By Sandra John (FMT): Incredulous plot twists, secrets, scandals, sodomy and deceit. It does look like PKR has all the ratings-boosting elements of a daytime soap opera.
After months of heated debate and frantic finger-pointing, PKR’s deputy president Azmin Ali was finally sworn in as Selangor’s new menteri besar.
With the dust having finally settled, many were hopeful that measures could now be taken to get Selangor back on track.
However in a plot twist no one had anticipated, a source told FMT that several state assemblymen who had previously signed statutory declarations backing Wan Azizah as menteri besar had in reality been coerced into it.
If this information is indeed true, does it not cast doubt on the 30 statutory declarations Wan Azizah said she supposedly had? Was she privy to this coercion? And if she was, doesn’t that mean she lied straight-faced to the media, to the people, even to the Sultan of Selangor himself?
One of the wronged assemblymen was enraged enough to lodge a police report that his signature was forged. The others have remained anonymous, lurking in the background, preferring to let rumours fester as politics in Selangor is once again marred by dark and damning revelations.
Now yet another twist has been weaved into the storyline — a sinister e-mail exchange purportedly showing a conversation between PKR’s de facto leader Anwar Ibrahim, secretary-general Rafizi Ramli and youth chief Nik Nazmi Nik Ahmad.
In the e-mail, Azmin is instructed to sign an undated resignation letter for use in the future should he ever have the audacity to disobey directives from higher up. The e-mail also contains a laundry list of dos and don’ts that Azmin must agree to, failing which his tenure as MB will be unceremoniously cut short with the immediate issuance of the said letter.
Azmin, when met by reporters at the Kampung Raja Uda mosque after this revelation, maintained a dignified demeanour and vehemently denied there was a shred of truth to that preposterous e-mail.
Meanwhile those watching the saga unfold are left in the lurch once again, not knowing what to believe as this drama becomes one that is engaging, frustrating and disappointing at the same time.
Not doing any favours for the party is the verdict of Anwar’s Sodomy II appeal that will be made known by the end of this month.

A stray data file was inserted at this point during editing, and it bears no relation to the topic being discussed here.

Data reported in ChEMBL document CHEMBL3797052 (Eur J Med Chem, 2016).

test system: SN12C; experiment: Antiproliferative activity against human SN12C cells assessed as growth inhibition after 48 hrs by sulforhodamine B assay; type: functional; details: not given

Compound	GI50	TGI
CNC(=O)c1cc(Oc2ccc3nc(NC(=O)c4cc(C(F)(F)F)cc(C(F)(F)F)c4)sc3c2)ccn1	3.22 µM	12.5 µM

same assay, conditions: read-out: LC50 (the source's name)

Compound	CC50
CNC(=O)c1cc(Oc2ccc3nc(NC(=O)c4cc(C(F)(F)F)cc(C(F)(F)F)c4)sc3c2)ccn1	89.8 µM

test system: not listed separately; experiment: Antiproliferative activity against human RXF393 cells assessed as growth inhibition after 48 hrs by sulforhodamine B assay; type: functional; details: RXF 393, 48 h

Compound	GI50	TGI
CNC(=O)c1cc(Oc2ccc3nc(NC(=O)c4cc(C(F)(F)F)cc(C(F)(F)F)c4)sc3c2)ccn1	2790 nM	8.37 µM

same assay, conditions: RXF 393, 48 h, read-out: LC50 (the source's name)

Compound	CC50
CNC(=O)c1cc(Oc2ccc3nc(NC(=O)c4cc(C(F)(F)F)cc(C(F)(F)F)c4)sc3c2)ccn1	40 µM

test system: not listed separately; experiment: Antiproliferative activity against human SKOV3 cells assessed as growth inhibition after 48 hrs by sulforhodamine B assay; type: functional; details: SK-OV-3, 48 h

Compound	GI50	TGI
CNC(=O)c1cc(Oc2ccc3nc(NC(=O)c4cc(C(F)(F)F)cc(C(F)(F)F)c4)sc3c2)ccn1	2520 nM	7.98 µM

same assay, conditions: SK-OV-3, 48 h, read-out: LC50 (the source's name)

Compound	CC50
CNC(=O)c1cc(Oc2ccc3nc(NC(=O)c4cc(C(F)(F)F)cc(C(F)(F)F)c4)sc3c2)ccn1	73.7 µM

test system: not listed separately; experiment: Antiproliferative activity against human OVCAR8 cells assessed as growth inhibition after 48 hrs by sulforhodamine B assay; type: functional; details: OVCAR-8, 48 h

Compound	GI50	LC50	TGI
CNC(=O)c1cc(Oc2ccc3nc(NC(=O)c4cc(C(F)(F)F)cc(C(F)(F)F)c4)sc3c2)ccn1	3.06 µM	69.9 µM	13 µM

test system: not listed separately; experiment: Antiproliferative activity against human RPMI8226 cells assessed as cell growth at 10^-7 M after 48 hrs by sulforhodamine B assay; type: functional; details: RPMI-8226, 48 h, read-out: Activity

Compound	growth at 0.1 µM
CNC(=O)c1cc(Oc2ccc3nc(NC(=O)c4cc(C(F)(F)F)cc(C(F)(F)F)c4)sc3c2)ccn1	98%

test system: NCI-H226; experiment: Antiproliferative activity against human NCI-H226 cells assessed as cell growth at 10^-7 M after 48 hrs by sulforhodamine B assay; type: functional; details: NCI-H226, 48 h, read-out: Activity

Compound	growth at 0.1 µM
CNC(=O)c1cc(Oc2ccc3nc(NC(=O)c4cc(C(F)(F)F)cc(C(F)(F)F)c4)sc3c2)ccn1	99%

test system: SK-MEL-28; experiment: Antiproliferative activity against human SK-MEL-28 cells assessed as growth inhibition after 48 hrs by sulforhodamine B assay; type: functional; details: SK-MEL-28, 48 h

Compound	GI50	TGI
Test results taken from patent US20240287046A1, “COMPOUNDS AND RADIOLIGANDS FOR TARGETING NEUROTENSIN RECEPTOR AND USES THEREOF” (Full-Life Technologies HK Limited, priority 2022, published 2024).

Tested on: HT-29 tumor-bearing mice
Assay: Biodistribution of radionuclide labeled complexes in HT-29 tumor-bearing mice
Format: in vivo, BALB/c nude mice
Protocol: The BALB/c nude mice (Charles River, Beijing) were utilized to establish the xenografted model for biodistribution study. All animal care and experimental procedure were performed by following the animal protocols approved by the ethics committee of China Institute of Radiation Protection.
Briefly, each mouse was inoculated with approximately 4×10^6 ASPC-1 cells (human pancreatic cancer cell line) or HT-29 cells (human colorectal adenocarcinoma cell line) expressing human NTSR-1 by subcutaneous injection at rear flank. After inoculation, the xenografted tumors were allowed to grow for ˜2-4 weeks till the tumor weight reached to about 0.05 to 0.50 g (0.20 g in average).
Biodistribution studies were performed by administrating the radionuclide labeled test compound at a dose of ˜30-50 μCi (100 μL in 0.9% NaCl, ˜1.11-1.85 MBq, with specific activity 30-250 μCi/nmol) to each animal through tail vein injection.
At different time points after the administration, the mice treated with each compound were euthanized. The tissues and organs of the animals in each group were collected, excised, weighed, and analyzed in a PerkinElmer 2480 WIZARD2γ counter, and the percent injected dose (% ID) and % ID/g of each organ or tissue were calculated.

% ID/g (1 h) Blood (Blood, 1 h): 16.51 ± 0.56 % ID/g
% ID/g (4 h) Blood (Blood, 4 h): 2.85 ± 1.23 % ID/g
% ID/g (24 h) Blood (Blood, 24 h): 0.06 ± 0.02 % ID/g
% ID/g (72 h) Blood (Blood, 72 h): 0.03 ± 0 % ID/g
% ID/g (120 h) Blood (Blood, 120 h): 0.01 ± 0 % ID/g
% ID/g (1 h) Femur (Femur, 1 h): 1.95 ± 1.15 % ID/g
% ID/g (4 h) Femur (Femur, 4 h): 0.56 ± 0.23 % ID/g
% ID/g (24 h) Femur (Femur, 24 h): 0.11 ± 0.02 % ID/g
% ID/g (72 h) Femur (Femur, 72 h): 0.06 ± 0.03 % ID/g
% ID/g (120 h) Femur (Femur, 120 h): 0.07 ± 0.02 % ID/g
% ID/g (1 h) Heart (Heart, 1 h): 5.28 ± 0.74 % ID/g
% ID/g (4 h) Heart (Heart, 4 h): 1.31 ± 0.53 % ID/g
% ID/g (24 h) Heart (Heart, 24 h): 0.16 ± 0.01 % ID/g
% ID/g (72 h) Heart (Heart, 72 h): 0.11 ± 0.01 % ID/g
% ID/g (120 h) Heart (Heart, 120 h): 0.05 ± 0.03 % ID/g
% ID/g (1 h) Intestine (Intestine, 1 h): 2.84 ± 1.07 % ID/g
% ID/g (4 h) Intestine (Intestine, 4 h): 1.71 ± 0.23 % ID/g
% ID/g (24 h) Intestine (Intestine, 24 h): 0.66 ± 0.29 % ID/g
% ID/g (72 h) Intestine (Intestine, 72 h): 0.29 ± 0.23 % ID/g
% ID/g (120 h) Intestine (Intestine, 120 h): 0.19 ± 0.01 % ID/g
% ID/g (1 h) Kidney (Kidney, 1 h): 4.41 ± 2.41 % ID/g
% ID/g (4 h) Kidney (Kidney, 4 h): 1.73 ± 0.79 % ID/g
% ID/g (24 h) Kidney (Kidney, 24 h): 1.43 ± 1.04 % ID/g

Should Anwar be found guilty, he faces a prison term. If he is not, there is always the unpleasant possibility that a Sodomy III charge will rear its ugly head soon enough and drag the people along in yet another feeble attempt at Reformasi.
With a new MB now at the helm, it is sad to note that Selangor is still very much in the clutches of an ego-centric leadership that seem all too entrenched in playing a high stakes game of self-serving politics rather than that of humbly serving the people who elected them to office.
The Kidex issue is nowhere near solved. Dengue is still a very real threat. And poor trash collection and traffic congestion are still a part of every day life that Selangorians grit their teeth and put up with, some silently, some with increasing impatience bordering on anger.
Selangor is a goldmine, if we go by the billions the previous MB helped hoard. Is it still too early to demand some decent answers from Azmin as to how he plans to use this monetary reserve to reduce poverty? To settle the water issue? To clean up the streets? And to bring some semblance of respectability back to Selangor?
The internal strife in PKR that constantly makes the headlines does nothing to instil confidence in the people that any two people in PKR can work together, much less with their coalition partners to run Selangor efficiently.
It is well and good to blame every dirty political trick on Barisan Nasional. Yet the MB issue was solely the doing of PKR and its coalition partners DAP and PAS. It started with the ridiculous Kajang Move and ended with PAS taking the rap for betraying its partners and weakening the might of the coalition.
While it is clear as day that the leaders of BN are far from the honest-to-goodness boy scouts we would prefer them to be, it is also time for us to admit that the opposition coalition that we so whole-heartedly believed was our salvation has turned out to be just as ruthless, scheming and self-serving.
While many still believe Pakatan Rakyat is the lesser of two evils, I for one, think it is high time PKR put the drama aside and earn a standing ovation for clean politics and good governance in the state of Selangor.
If it doesn’t, there will be no end to our doubts that this blundering bunch of boys can lead the nation any better should they ever make it to Putrajaya.